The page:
Proof. Firstly, we apply Burke’s theorem from p. 7 of [38]. It states that for a stochastic process, whose all trajectories are step functions with unit jumps, the stationary distribution for moments just after the step down must be equal to the stationary distribution for moments just before the step up, if either of the distributions exists.

Namely, let denote consecutive moments, when a packet is accepted to the queue, and let denote the stationary distribution of the queue size just before the packet acceptance, i.e.: (37) Applying Burke’s theorem yields then: (38)

Secondly, recalling the PASTA property of the Poisson process, [39], it can be concluded that the stationary probability of the queue size *n* at the packet arrival epoch is equal to *p*_{n} for every *n* = 0, 1, …. The only assumption of PASTA is fulfilled here in an obvious way—the future increments of the Poisson process after time *t* do not depend on the queue size before *t*.

The latter conclusion can be used then to establish the relation between and *p*_{n}. Let *t*_{a} denote an arbitrary Poisson arrival time and let *A*(*t*_{a}) denote the event that the packet arriving at time *t*_{a} is accepted. From the definition of *L* we have , while the definition of yields . Thus we have:
(39)
In the last step, the fact that probability of the queue size *n* at the packet arrival epoch is *p*_{n} was used.

Now, combining (39) with (38) and solving the resulting equation with respect to *p*_{n}, we can finish the proof of (36). Note that the assumption *d*(*n*) < 1 is needed to derive *p*_{n} from (39) and (38).

To compute the loss ratio, we can use a formula valid for general class of single-server queueing systems with losses, which can be found for instance in [28], namely:
(40)
where *p*_{0} is the stationary empty queue probability. Substituting *n* = 0 to (36) gives:
(41)
Combining (40) with (41) yields:
(42)
Finally, substituting (42) to (40) we obtain (35), which completes the proof of the theorem.

In Theorem 2 it was assumed that *d*(*n*) < 1 for every *n*. If the dropping function is 1 for some *n*_{0}, then the system is in fact equivalent to the system with a finite buffer of size *n*_{0}. The distribution of the queue size and the loss ratio for the finite-buffer M/G/1/N system were obtained in [24].

To use effectively the proven formulas, the vector:
(43)
has to be first computed. If the queueing system is stable, then the sequence *X*_{n} constitutes an ergodic Markov chain, with transition probabilities:
(44)
and transition matrix:
(45)
Therefore *π*, which is the stationary vector for *P*, has to fulfill the standard system of equations:
(46)
and
(47)
This system is infinite, but this is not a problem. In [40] it was shown, that the solution _{(n)}*π* of the truncated system:
(48)
converges elementwise to *π* as *n* → ∞, where _{(n)}*P* is the *n* × *n* northwest corner truncation of the matrix *P*. Therefore, the stationary vector *π* can be obtained with a high precision by solving a finite linear system of equations.

What is left, is to show how transition probabilities *p*_{j,k} can be computed up to some arbitrary large *j* and *k*. This problem has already been solved in [24] in the case of the finite-buffer system with the dropping function. This solution is applicable here as well. Firstly, let us denote by *Q*_{n,k}(*u*) the probability, that in interval (0, *u*], *k* packets are accepted to the queue, provided that *X*(0) = *n* and there is no service completion by time *u*. Using *Q*_{n,k}(*u*), we can compute probability *a*_{n,k} that *k* packets are accepted to the queue during the service time, provided that *X*(0) = *n*. Namely, we have:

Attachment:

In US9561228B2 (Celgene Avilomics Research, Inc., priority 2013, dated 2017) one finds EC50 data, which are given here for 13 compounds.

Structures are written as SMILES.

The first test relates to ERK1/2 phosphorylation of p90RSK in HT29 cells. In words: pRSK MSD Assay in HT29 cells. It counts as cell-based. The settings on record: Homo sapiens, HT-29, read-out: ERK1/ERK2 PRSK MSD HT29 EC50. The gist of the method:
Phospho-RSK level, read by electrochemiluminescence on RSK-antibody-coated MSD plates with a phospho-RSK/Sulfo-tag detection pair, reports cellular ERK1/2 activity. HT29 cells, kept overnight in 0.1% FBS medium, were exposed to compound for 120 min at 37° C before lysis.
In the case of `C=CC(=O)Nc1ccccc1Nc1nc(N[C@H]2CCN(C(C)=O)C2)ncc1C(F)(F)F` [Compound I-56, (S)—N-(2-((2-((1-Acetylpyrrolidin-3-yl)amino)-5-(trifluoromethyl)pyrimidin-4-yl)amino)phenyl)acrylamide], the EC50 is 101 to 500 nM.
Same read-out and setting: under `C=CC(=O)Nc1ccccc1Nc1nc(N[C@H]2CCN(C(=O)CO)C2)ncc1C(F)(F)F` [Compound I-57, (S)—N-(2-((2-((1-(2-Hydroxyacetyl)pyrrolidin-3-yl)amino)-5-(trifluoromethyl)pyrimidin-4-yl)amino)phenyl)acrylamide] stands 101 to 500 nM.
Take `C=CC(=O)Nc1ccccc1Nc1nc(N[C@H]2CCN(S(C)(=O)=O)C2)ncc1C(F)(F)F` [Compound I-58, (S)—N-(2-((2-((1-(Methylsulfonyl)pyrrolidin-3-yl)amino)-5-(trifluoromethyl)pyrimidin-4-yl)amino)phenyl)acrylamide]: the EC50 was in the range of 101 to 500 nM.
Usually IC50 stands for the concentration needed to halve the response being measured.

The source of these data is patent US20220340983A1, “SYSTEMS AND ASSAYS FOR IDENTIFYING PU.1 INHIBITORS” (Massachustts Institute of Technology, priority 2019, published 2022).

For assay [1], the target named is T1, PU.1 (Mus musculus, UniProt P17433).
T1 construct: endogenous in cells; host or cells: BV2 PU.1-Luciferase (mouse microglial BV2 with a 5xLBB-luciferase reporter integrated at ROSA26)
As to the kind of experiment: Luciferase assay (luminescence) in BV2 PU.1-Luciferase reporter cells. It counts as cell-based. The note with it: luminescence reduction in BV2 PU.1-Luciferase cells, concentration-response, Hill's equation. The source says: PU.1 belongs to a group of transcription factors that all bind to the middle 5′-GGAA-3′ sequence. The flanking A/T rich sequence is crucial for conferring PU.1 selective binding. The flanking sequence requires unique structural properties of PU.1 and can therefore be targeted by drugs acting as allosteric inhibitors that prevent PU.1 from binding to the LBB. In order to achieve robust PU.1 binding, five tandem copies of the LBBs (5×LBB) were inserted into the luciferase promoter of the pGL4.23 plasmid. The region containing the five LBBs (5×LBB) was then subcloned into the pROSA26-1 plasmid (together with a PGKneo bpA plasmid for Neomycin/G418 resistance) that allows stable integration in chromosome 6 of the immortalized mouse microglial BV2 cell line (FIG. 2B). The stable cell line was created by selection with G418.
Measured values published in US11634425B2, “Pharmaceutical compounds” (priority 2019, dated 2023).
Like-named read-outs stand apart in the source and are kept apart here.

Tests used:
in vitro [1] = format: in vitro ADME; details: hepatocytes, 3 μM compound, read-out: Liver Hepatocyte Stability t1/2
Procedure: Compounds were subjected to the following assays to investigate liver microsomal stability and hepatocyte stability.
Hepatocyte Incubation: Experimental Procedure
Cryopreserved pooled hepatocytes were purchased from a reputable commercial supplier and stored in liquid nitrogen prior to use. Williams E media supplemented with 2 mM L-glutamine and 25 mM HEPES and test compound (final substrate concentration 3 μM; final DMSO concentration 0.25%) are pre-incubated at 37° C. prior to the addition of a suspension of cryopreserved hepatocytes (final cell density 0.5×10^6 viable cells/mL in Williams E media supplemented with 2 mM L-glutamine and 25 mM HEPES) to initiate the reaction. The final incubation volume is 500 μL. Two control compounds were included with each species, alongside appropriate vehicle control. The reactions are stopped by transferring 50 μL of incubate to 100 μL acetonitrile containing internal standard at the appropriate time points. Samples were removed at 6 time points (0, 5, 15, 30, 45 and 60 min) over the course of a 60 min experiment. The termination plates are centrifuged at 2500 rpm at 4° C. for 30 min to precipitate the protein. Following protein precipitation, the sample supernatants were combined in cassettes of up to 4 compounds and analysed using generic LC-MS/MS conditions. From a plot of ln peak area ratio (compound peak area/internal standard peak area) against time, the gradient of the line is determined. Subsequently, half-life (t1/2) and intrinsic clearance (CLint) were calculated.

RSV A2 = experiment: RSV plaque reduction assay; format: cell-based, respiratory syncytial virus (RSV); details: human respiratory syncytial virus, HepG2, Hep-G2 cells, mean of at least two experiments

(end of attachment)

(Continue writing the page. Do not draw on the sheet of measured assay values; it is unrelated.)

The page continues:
(49)
Using *a*_{n,k} values, transition probabilities:
(50)
can be easily obtained. Finally, *Q*_{n,k}(*u*) can be computed from its Laplace transform:
(51)
which in [24] was proven to be equal:
(52)

In numerical calculations, (52) has to be inverted using an inversion method for the Laplace transform. Many such methods are available. We used the Zakian method of [41] to obtain results presented in Section 6.

We finish derivations of the most important characteristics of the model with the busy period.

**Theorem 3**. *If the M/G/1 system with the dropping function is stable, then its average duration of the busy period is*:
(53)

Proof. It is easily seen that an empty system remains empty for an exponentially distributed time with parameter (1 − *d*(0))λ. Therefore, the expected duration of the idle period of the system is equal to:
(54)

On the other hand, the expected duration of the busy period, divided by the expected duration of the idle period must be the same, as the non-empty system probability, divided by the empty system probability. This yields: (55) Therefore, (56) Finally, substituting (42) to (56) completes the proof of (53).

## 6 Numerical examples

### Optimization problems

Before the numerical examples are given, we can ask, what properties a “good” dropping function should have? Unfortunately, such characterization is very hard to obtain given the current state of the analysis of the M/G/1 system with the dropping function.

First of all, there is no way to tell that one dropping function is better than another in general. In fact, one dropping function can be better than another only with respect to a particular cost function. Such cost function may depend, for instance, on the average queue size and the loss ratio *L*, but have variable forms, e.g. or . It may depend also on some other variables, e.g. on the standard deviation of the queue size: . Finally, it may be parameterized in several different ways. The final choice of the cost function is arbitrary and depends on our needs. Of course, the shape of a “good” dropping function depends on the choice of the cost function.